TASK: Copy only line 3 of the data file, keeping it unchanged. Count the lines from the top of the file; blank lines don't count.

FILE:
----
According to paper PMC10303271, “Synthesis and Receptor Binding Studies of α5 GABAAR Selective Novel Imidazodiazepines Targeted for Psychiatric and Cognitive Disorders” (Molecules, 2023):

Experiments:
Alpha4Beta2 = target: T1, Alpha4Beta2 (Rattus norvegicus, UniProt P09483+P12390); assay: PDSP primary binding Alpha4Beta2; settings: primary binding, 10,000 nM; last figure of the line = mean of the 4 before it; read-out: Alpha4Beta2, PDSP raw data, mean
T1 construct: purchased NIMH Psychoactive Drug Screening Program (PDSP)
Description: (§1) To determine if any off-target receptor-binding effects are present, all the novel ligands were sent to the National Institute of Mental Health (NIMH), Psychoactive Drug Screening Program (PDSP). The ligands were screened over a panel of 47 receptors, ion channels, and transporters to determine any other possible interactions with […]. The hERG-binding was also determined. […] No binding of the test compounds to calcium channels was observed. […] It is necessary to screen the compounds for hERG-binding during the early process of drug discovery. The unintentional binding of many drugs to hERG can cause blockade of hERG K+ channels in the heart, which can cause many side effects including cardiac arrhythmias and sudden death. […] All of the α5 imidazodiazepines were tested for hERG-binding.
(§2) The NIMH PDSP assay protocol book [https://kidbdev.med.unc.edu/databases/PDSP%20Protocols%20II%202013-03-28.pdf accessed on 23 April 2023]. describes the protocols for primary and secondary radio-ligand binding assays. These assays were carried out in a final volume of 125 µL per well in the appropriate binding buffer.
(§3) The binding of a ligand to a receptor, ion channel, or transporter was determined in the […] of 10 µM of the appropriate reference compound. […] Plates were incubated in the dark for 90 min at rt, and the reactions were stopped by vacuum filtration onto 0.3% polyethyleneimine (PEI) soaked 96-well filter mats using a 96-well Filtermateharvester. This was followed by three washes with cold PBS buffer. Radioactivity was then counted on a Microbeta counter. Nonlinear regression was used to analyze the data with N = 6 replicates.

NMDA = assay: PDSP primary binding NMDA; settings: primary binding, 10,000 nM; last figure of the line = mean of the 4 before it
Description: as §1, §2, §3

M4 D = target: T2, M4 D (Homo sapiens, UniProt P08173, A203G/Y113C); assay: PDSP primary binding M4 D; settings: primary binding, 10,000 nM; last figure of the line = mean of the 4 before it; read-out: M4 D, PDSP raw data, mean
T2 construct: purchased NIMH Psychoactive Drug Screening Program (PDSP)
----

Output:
Alpha4Beta2 = target: T1, Alpha4Beta2 (Rattus norvegicus, UniProt P09483+P12390); assay: PDSP primary binding Alpha4Beta2; settings: primary binding, 10,000 nM; last figure of the line = mean of the 4 before it; read-out: Alpha4Beta2, PDSP raw data, mean